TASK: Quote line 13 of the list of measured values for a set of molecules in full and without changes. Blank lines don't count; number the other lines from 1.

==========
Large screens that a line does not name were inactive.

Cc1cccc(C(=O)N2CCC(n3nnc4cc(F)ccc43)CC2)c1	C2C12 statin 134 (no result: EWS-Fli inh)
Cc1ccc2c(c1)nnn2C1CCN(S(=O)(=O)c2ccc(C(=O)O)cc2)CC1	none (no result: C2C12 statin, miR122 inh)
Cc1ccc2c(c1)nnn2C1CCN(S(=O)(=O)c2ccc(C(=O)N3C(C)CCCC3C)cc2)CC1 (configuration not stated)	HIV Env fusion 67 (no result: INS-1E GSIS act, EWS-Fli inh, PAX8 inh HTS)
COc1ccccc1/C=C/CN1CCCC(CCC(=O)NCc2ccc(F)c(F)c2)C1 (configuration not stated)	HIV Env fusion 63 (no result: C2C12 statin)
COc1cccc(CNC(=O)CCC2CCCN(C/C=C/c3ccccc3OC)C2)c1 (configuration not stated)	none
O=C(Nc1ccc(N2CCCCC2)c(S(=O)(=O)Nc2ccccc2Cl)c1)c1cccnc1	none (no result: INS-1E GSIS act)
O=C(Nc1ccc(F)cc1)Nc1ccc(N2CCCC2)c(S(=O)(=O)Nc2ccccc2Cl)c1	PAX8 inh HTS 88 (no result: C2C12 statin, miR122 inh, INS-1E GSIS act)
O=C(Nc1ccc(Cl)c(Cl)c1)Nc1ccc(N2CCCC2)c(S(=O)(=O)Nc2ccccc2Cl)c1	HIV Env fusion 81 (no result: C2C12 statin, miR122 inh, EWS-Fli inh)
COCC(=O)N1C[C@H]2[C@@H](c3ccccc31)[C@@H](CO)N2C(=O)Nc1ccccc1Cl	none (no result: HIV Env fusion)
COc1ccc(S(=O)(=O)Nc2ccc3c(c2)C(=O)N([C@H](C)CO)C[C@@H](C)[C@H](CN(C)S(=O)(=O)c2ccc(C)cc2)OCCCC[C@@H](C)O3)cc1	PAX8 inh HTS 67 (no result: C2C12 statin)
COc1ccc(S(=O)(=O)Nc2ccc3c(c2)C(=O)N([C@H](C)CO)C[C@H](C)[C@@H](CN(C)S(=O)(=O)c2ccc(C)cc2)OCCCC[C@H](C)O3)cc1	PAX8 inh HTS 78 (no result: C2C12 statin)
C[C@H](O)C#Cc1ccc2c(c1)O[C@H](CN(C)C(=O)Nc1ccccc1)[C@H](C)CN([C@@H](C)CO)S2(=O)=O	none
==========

C[C@H](O)C#Cc1ccc2c(c1)O[C@H](CN(C)C(=O)Nc1ccccc1)[C@H](C)CN([C@@H](C)CO)S2(=O)=O	none